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White Mulberry - Morus Alba

What is White Mulberry?

White Mulberry, also known as Morus Alba is a native Asian plant that has traditionally been cultivated as a food for silk worms, but is fast becoming a popular health food thanks to research showing its ability to control blood sugars and also assist with alleviating stress.

Where Does White Mulberry Come From?

White Mulberry is a native plant to Northern China but has since been spread through many countries including India, Afghanistan, Iran and all the way to Southern Europe. Many parts of the part are considered therapeutically useful including the fruit, bark and leaves, however the plant is still being used primarily as a feedstock for silkworms as well as a other livestock species during drier periods.

White Mulberry Benefits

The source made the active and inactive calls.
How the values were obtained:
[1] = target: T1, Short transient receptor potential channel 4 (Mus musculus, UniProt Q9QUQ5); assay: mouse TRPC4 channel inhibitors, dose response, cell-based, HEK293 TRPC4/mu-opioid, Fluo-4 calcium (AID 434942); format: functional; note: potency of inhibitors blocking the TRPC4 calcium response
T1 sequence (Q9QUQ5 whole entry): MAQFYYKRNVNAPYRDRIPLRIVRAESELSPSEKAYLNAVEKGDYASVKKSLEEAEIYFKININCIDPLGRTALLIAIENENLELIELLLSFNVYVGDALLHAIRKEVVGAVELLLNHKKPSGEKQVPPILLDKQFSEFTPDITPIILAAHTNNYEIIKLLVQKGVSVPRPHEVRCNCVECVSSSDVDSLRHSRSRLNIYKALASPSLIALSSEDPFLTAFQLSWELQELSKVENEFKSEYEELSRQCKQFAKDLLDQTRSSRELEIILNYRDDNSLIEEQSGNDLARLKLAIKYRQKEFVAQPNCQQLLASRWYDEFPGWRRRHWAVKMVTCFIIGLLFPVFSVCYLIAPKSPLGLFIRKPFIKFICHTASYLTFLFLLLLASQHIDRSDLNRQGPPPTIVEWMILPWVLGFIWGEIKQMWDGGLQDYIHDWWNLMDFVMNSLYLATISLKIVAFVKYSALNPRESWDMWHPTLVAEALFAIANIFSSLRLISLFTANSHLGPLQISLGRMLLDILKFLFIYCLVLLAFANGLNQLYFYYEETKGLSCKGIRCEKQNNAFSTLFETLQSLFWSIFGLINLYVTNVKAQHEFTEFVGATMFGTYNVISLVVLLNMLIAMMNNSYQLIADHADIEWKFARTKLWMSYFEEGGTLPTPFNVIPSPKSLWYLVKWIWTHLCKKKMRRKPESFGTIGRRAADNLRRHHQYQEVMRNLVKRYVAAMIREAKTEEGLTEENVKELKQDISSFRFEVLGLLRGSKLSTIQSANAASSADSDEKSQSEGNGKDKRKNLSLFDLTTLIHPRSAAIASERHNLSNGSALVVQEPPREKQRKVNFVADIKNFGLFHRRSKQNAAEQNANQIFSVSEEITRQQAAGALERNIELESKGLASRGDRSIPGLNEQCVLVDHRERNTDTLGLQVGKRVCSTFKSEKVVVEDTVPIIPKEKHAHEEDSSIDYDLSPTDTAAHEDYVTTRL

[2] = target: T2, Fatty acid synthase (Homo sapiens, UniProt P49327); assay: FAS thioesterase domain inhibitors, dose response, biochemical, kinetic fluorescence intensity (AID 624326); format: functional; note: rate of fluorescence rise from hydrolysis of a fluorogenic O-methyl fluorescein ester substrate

Traditional Chinese Medicine has used White Mulberry for a variety of conditions. The fruits have been known to assist with greying of hair, constipation and diabetes while the bark has been used for coughing, as a diuretic and assisting with fevers, headaches and irritated eyes. White Mulberry has also been shown in studies to have strong antibacterial and antioxidant function with different parts of the plant exhibiting different antioxidant strengths with the most being from the barks to fruits to leaves1. There has also been research showing White Mulberry to be a potent cognitive enhancer due to its ability to act on phosphodiesterase type 4 enzymes2 which when blocked have been shown to assist with depression, Alzheimer’s3, Parkinson’s4, wakefulness5, long term memory6 and neuroprotection7. Other researched possible benefits of White Mulberry include positive interactions with cancer8, cardiovascular issues9, asthma10, joint health and inflammatory conditions such as arthritis11.